Comedy is hard. It’s hard for amateurs; it’s hard for professionals; it’s hard for dads across the globe. It’s also hard for YouTubers, as Felix Kjellberg - the YouTube millionaire known as PewDiePie - discovered over the past week. Kjellberg was let go from his contract with Disney’s Maker Studios, had his YouTube Red series Let’s Scare PewDiePie cancelled, and saw his YouTube channel removed from Google’s “Preferred” listings - all over anti-Semitic content posted on his channel. Fair enough.
The content was as brainless as you’d imagine - and not in the playing-video-games-and-shrieking way that makes up the majority of PewDiePie’s channel. Kjellberg created a series of YouTube videos in which he paid people - via online freelancing app Fiverr - to engage in an escalating series of public, filmed stunts. The most notorious video depicts two men holding up a sign reading “death to all Jews.” Another shows a man dressed as Christ claiming Hitler did nothing wrong. Others still saw Kjellberg watching Hitler clips while wearing a military uniform; posting swastikas from fans; and performing a Nazi salute. MAGA hats also made appearances in several of the same videos. It’s unsurprising Disney and Google - two of the world’s biggest and most image-conscious corporations - had no interest in associating their brands with that content.
Kjellberg claims he was “trying to show how crazy the modern world is,” but he wasn’t making the satire he may have thought he was. We live in a world where even carefully crafted satire is often twisted into serious interpretations by those it satirises, and the craft of stunts like “Death To All Jews” is far from careful. Maker Studios itself admitted that Kjellberg’s celebrity was founded on being “provocative and irreverent,” but there’s a difference between provocation and outright offensiveness - largely centred around who the targets are. In this case, the targets have suffered centuries of historic persecution, including the greatest human atrocity in living memory (if not in all history). It’s hard to argue that such jokes are “punching up”.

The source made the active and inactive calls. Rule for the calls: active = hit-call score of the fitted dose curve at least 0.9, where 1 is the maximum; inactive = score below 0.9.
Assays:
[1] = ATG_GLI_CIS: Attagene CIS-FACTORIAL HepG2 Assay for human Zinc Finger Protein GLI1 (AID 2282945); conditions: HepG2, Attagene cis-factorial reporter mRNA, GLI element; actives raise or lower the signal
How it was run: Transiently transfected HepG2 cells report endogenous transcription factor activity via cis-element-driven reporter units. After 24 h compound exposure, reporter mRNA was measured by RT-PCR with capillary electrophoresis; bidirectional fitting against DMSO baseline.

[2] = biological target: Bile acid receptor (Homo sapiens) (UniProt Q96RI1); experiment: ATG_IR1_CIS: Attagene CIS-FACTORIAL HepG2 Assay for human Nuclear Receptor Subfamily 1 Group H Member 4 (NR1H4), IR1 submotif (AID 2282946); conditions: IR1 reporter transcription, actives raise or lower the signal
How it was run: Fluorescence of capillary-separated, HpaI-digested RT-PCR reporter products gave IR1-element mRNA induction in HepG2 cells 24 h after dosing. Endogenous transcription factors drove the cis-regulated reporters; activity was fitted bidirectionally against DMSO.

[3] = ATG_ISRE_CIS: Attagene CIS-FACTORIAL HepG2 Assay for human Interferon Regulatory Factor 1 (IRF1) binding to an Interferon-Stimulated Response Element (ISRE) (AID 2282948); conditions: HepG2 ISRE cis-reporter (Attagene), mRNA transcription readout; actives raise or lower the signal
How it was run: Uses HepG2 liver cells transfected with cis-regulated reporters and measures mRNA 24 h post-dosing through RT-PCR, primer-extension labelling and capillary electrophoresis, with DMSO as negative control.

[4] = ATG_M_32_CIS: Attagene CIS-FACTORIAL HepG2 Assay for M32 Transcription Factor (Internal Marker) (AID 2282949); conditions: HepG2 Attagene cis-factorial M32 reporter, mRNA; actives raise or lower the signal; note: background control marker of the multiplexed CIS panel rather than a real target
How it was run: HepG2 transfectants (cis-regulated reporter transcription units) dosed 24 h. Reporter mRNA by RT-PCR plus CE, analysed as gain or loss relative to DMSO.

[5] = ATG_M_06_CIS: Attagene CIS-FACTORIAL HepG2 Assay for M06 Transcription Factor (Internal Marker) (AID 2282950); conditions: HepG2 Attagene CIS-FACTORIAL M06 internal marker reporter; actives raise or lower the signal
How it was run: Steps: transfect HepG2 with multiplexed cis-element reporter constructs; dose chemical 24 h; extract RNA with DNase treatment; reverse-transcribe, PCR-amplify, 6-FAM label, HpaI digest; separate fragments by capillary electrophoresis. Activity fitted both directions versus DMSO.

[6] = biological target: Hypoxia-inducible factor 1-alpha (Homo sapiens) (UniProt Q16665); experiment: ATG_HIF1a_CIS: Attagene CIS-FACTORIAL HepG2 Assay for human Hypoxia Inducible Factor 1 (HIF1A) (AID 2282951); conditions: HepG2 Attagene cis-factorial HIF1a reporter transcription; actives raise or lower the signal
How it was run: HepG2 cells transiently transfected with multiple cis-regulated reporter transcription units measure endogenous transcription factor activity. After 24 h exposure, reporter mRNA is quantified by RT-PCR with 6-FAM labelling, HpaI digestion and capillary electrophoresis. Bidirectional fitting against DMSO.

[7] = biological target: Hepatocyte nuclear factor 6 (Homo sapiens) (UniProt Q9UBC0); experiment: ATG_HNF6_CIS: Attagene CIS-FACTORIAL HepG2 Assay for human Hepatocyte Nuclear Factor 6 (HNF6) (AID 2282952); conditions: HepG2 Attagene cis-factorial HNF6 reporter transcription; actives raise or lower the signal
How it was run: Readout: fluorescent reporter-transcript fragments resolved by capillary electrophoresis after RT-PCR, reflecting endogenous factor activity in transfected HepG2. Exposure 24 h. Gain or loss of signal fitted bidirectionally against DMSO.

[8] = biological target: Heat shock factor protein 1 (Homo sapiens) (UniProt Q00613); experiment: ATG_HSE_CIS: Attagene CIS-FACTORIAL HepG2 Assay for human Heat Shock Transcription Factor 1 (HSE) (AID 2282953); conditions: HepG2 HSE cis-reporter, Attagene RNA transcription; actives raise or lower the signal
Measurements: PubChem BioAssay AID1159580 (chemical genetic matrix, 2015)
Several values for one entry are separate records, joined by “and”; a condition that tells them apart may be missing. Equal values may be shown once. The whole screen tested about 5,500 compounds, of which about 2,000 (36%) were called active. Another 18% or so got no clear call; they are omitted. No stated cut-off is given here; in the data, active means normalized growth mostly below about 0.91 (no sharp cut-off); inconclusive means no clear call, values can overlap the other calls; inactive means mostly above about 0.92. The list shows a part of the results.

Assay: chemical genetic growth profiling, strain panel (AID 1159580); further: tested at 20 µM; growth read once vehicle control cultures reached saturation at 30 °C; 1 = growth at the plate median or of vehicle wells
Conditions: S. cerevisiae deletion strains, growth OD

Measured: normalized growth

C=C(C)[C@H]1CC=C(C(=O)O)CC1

For self-professed “rookie comedian” Kjellberg, this was all a joke. But creating comedy - especially with a large platform - carries with it great responsibility - something that Kjellberg, like many wannabe Internet jokesters, apparently fails to understand.
When I’m not writing for BMD, one of my various means of making a living is professional improv comedy, which I’ve been doing for over ten years. It’s hard, and it’s especially hard not to indulge one’s own worst habits. There’s easy comedy and hard comedy, which often lines up with bad comedy and good comedy (or at least dumb comedy and intelligent comedy), and it takes great discipline to stay away from the former.
Audiences train comedians to succumb to bad habits - the bigger the audience, the more profound the training. Depending on the audience, you can get easy laughs - often motivated by shock or discomfort - from dropping swears, making crude references, or making jokes based on race, gender, sexual orientation, and so on. I’ve witnessed otherwise wonderful people turn into misogynists onstage, because they know they can get easy laughs from some of the audience, and they never feel they’ve done anything wrong - because they got the response they wanted. That laughter is real, but it’s cheap, and for every person who laughs, there’s one who’s turned off. Problem is, you never hear the people who aren’t laughing. The artistic director of my company refers to this diametric as “lols versus laughs,” an apt description given the terminology used on the internet. Improv audiences train performers with their laughter. Twitter audiences train users with likes and retweets. So too do YouTube audiences with upvotes, comments, shares, and subscriptions.